Here are a few parent-friendly Christmas gifts that can be bought or made even now, at the last minute.
Poetry of a Hobo Mama
I have to start with this one, because today is the last day for FREE Super-Saver Shipping if you order the book on Amazon. Poetry of a Hobo Mama is available on Amazon (in various countries). It's also available for Kindle, which means you can download it to your computer or smartphone, making it an even better last-holiday gift. If you have a bit more time to wait, you can save 20% off the cover price at CreateSpace with coupon code SAP84AYJ.
Cozy throw blanket
The easy-sew throw blanket I put together last winter has been our mainstay of snuggliness all year.
It's the perfect size to throw over the laps of a mama and child. It keeps us warmer than the afghan we had on the couch before. It's also built forts and (above right) traps, Mikko's newest game.
I was hoping to show you my newest project, a quilted carseat size, but it's not done yet and I've officially given myself permission not to finish it by Christmas!
Knotted fabric necklace
I've finally gotten to test out my knotted fabric bead necklace with a grabby baby (huuuge hit), and I've made a new version with wooden beads to be, more specifically, a nursing necklace:
The shiny fabric makes it holiday-festive.
I've also made a couple more non-wooden versions for my mom and mama-in-law, for prettiness:
I was in a children's store today and saw some made from bright calico for little girls. These necklaces are versatile, and so easy to make quickly with scraps and supplies you probably already have around!
Wool dryer balls
I've also been making everyone and sundry my newest laundry obsession. I hope to post a tutorial soon for my method, but for now have a look at Anktangle's. I'm enjoying how pretty mine look — here's hoping they're all felting up nicely. Mikko helped me make one for Grandma:
Kid's apronAn apron is a simple-sew project because it is (or can be, anyway) basically just a rectangle of fabric that's folded in a bit at the top, then had ties added. A kid's apron needs very little fabric overall, and you can use whatever fabric fits the intended purpose: a soft cotton for cooking, heavy-duty for woodworking or as a barbecue apron, water-resistant for water play or crafting. I've adapted this simple tutorial at Needle Book to make Mikko's. You can make an apron fancier or plainer as you have time and inclination.
BeanbagsYou can sew up beanbags for a special little one right quick. All you need is any fabric, preferably something heavy-duty. I used some leftover fleece. You also need the beans. I chose poly pellets (from Michael's), but you can use actual dried beans, rice, lentils, beads, pebbles, etc.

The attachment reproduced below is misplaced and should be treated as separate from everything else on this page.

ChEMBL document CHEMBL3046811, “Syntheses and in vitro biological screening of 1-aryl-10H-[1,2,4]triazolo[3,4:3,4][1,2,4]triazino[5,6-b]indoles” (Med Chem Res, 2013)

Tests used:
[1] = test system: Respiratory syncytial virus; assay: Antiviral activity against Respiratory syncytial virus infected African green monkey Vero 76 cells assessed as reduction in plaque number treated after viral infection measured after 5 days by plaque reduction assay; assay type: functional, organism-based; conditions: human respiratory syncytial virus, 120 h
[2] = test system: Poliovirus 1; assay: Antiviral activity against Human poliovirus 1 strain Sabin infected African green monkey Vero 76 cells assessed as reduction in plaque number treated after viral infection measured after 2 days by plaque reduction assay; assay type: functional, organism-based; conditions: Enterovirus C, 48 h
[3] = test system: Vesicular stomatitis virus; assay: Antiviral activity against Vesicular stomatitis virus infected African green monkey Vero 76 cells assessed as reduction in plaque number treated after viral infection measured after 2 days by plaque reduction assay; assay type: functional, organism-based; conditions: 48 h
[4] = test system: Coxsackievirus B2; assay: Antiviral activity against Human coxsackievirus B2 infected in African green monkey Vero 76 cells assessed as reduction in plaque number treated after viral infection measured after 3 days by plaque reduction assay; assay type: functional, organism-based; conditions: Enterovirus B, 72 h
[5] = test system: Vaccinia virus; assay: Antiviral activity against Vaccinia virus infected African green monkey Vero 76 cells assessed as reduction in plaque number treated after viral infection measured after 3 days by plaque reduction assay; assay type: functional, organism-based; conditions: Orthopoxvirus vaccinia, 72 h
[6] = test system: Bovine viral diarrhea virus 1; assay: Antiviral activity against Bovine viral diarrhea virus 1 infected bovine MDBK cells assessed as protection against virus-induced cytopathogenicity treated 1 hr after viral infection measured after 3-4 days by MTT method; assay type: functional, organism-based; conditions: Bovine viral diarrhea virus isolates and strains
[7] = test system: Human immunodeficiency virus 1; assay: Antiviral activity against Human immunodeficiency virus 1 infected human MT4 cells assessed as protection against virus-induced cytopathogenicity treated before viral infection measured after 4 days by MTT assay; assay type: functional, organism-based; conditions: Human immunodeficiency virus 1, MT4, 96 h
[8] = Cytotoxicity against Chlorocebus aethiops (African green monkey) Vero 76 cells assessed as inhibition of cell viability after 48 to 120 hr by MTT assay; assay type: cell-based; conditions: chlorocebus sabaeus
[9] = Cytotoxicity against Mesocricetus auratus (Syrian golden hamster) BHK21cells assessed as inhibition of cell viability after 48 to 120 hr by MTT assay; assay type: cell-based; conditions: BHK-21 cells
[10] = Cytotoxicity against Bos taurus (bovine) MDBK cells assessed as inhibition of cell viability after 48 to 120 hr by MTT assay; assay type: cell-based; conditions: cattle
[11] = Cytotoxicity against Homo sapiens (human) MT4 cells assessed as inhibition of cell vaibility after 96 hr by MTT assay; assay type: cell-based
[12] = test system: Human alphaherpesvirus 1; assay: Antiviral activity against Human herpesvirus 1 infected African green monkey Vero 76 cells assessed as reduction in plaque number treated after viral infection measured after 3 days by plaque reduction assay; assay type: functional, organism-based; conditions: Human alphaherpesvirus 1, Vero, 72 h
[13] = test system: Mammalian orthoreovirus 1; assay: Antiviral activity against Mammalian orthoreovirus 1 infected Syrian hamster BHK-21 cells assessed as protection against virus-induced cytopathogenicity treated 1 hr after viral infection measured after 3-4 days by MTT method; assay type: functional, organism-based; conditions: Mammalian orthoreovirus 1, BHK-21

I'll post a tutorial soon, I hope, but you can probably guess the basics: Sew two layers of squares (right sides together) almost all the way, turn right side out, fill with your "beans," then sew up the opening. If you want your beanbags to be prettier, sew a design on one of the squares first.
For extra credit, make a target for throwing.
Be very sure about sewing thoroughly, or use an inner bag for the beans for extra certainty. Don't give beanbags to any children under three without constant supervision, in case one bursts unexpectedly.
Activity bagsKristin had a great roundup post at Natural Parents Network — follow the links within to find tons of activity bag ideas. Some might be too complicated to fling together at the last minute, for your kids or others, but it's easy once you get into the mindset to find materials you already have around that you could place into baggies for themed activities. These can be a generally appreciated gift for the older children of a mama who's just had a baby!
Flubber or play dough (in an airtight container) + animals or tools = win.
My hide-and-seek memory game can be simplified.
Putting little cups or containers plus a variety of colorful objects makes for sorting activities: by color, by size, by shape, by kind. Or you can make "cupcakes" with them, as a visiting little friend did when she came across this bag I'd made for Mikko!
Magnifying glass + small, detailed objects (coins, shells, beads) = easy and fun lesson in observation. (Only for children over three.)
Embroidery hoop + holed shelf liner + yarn + darning needle = beginner's sewing kit.
Stickers + crayons + paper = transportable crafting.
Serving Pink Lemonade's travel marble game is an easy sew-up project.
Cutting up colorful straws + yarn = necklace stringing.
It just keeps going!
Child-size doll slingMake your mini-me a mini mei-tai. All you need is a bit of fleece if you don't want to have to sew at all.
Easy doll clothesSew a simple halter dress and wrap skirt for any doll.
nikalee had a great tip in the comments:
Once when I didn't feel like sewing, we cut holes in and trimmed some decorative socks from the mismatch/holey sock bag. My daughter was three at the time. She's five now and one of those sock "sweater dresses" is still one of her Groovy Girl favorites.
That's my roundup. I hope to get Sam to put together a couple recipes for me this week for some super-duper-last-minute edible holiday gifts!
What are your go-to last-minute holiday gifts? Have you made anything by hand this year?